This is from my birthday blog post last year:

One of the main reasons I feel like I have things so together is this blog. I started writing it in March of 2010 with a partner who has since left for other pursuits. From the beginning, I discovered a focus. At first it was simply trying to keep my weight down. I learned portion control and serving size. This Italian guy was surprised to learn that a “serving” of pasta was not a 10 inch plate heaped with spaghetti noodles smothered in tomato sauce. No, a serving of pasta is about the size of a baseball. Incredibly, that was a revelation to me. But I put the information to use. I began to reduce my portions accordingly. I am not going to recount all the lessons I learned in the past nearly eight years, but if you want to get control of your weight, check out my Page – How to Lose Weight – and Keep it Off. Continue reading

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Some micro reasons to exercise

Eat less; move more; live longer. I have been preaching that for the nearly nine-year life of this blog. There are lots of ways that exercise benefits our brains as well as our bodies which I hope will protect me from cognitive damage as I age. When it comes to the trillions of microbes in my gut, however, I confess to pretty much total ignorance. They are there. They do their jobs. We get along fine.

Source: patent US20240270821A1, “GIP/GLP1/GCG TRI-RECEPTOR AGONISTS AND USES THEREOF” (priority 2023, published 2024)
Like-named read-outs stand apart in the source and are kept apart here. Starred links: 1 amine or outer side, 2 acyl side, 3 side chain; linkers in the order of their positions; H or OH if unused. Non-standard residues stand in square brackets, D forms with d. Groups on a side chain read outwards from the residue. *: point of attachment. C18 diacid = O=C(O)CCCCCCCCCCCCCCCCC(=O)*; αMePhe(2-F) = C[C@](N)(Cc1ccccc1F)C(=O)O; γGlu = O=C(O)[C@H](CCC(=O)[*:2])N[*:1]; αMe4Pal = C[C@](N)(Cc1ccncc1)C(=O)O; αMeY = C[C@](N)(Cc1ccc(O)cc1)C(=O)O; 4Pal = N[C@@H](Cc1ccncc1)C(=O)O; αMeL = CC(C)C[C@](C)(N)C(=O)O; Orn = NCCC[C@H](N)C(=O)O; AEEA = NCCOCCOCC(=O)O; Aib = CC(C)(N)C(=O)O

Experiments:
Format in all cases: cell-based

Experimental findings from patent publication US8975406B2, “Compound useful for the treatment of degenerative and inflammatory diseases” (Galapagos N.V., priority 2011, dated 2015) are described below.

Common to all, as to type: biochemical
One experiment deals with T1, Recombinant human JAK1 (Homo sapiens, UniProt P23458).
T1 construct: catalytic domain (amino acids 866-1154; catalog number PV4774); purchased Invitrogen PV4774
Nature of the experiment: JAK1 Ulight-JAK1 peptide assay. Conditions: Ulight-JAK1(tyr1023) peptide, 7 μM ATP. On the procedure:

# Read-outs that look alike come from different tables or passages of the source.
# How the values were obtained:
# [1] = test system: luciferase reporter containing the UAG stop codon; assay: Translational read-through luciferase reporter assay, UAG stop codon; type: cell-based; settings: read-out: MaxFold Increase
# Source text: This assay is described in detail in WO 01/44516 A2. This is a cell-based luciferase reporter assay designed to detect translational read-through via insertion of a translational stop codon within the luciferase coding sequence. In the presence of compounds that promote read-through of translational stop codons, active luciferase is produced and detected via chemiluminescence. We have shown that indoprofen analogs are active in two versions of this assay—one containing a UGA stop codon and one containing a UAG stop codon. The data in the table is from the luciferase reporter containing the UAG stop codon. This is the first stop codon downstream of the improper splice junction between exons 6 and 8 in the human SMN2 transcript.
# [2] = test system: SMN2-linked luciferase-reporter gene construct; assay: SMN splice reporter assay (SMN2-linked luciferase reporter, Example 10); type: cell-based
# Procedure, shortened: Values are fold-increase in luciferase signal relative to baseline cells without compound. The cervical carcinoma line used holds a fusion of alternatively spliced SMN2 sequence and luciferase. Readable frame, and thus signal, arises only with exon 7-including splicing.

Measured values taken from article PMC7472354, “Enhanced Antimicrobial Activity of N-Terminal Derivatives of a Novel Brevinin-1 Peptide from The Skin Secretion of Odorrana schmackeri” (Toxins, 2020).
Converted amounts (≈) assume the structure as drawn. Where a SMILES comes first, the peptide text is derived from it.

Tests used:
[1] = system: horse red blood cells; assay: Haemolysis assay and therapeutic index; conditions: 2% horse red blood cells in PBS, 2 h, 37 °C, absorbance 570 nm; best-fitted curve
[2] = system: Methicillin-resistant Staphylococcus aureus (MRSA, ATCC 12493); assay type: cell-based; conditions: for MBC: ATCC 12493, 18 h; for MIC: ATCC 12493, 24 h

A recent issue of the New York Times, however, had Gretchen Reynolds writing about exercise benefiting our gut microbes in some very interesting ways. Here is a link to the article if you would like to read the full details.

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Below is a quote of several paragraphs which I found meaningful.

“Most of these changes were not shared from one person to the next. Everyone’s gut responded uniquely to exercise.

“But there were some similarities, the researchers found. In particular, they noted widespread increases in certain microbes that can help to produce substances called short-chain fatty acids. These fatty acids are believed to aid in reducing inflammation in the gut and the rest of the body. They also work to fight insulin resistance, a precursor to diabetes, and otherwise bolster our metabolisms. Continue reading

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Exercise may reverse heart effects of middle-aged couch potatoes – Study